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Situational Crime Prevention

5. Debating Situational Crime Prevention

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About this Lecture


In this lecture, we explore some of the debates surrounding situational crime prevention, focusing in particular on: (i) the evidence that it's actually effective in reducing crime; (ii) the criticism that SCP does not lead to an overall reduction in crime, but simply displaces it in one way or another (Reppetto 1976, Barr and Pease 1990); (iii) the evidence for the displacement phenomenon, and the concept of diffusion of benefit; (iv) the criticism that SCP does not deal with the root causes of crime; (v) the criticism that SCP gives rise to a 'fortress society'; and (vi) the ethics of SCP interventions, including the desirability (or otherwise) of 'gated communities'.

– R. Barr and K. Pease, 'Crime Placement, Displacement and Deflection', in M. Tonry (ed.), Crime and Justice: A Review of Research, Vol. 12 (1990)
– T. A. Reppetto, 'Crime Prevention and the Displacement Phenomenon', Crime and Delinquency 222 (1976), pp. 166-77.


In this course, Professor Kate Bowers (University College, London) explores the theory and practice of situational crime prevention (SCP). In the first lecture, we think about the role of situation and opportunity in crime, including the important concepts of rational choice theory and routine activity theory. In the second lecture, we think about the five principles of SCP – increasing the effort, increasing the risk, removing excuses, reducing provocations, and reducing rewards. In the third lecture, we look at three situations in which one or more of these principles have successfully been applied. Next, we take a step back from SCP to think about how entire spaces can be designed with the minimisation of crime in mind – a concept known as Crime Prevention Through Environmental Design (CPTED). In the fifth lecture, we consider some of the criticism of SCP.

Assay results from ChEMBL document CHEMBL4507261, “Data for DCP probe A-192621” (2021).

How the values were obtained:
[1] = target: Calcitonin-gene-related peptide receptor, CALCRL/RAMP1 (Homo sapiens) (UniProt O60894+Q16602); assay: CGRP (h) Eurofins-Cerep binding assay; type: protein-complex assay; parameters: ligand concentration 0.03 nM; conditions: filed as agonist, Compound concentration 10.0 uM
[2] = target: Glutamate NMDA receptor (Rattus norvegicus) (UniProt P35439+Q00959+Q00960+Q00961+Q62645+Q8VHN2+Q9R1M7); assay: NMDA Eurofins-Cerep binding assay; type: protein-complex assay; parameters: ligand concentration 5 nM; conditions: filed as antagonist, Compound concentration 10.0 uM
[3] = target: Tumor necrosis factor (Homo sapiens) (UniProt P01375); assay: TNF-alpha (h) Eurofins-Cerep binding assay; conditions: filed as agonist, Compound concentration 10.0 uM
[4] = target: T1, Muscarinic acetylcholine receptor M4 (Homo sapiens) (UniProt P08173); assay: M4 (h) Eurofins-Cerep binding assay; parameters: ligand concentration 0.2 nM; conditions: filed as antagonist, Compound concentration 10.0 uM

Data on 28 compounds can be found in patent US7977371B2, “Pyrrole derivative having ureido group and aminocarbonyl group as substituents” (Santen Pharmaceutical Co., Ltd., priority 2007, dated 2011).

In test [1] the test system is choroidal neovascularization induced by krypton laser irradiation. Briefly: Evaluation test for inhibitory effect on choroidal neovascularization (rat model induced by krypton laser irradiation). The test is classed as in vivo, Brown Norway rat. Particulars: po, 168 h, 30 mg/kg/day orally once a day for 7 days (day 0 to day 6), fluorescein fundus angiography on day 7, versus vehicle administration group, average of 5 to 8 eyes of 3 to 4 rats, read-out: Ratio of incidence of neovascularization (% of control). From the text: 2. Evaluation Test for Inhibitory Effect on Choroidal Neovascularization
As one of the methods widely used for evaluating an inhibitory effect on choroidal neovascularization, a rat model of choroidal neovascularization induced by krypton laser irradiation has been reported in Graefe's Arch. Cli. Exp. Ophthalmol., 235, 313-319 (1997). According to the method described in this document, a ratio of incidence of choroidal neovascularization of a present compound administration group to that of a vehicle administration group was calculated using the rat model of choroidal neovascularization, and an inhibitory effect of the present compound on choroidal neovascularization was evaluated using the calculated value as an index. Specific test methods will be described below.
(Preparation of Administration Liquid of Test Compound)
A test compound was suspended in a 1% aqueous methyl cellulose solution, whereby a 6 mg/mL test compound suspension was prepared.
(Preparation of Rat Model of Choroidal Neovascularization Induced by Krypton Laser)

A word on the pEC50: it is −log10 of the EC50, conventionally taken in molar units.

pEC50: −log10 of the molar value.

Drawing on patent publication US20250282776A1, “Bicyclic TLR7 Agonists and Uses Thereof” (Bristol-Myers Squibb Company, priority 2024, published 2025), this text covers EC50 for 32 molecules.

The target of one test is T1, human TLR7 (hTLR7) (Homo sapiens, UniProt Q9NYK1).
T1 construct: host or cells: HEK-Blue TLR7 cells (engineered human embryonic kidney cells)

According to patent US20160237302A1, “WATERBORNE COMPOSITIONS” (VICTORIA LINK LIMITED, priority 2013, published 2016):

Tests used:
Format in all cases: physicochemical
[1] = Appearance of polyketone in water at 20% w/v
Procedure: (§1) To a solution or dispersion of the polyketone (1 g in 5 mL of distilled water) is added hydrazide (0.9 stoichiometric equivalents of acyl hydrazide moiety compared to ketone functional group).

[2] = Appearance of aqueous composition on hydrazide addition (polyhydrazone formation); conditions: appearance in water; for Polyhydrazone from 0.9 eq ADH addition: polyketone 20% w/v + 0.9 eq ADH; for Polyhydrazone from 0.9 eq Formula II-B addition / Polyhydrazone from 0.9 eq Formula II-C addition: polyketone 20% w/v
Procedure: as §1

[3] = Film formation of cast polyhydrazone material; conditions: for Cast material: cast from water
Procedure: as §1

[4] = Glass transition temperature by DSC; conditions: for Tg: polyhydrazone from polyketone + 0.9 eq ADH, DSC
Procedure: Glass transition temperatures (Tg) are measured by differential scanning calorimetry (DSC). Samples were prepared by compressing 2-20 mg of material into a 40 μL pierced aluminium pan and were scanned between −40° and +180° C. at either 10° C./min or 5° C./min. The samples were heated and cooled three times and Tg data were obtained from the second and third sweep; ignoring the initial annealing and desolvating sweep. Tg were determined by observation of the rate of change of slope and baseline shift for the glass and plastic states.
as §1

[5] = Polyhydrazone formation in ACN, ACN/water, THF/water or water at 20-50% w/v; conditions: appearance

Kate Bowers is a Professor in Crime Science at the UCL Department of Security and Crime Science. Kate has worked in the field of crime science for over 20 years, with research interests focusing on the use of quantitative methods in crime analysis and crime prevention Her most recent interests are big data approaches and the use of innovative data in understanding crime data. She has published over 100 papers and book chapters in criminology and in journals such as Criminology, the Journal of Quantitative Criminology and the Journal of Research in Crime and Delinquency.

Cite this Lecture

APA style

Bowers, K. (2021, August 23). Situational Crime Prevention - Debating Situational Crime Prevention [Video]. MASSOLIT.

MLA style

Bowers, K. "Situational Crime Prevention – Debating Situational Crime Prevention." MASSOLIT, uploaded by MASSOLIT, 23 Aug 2021,

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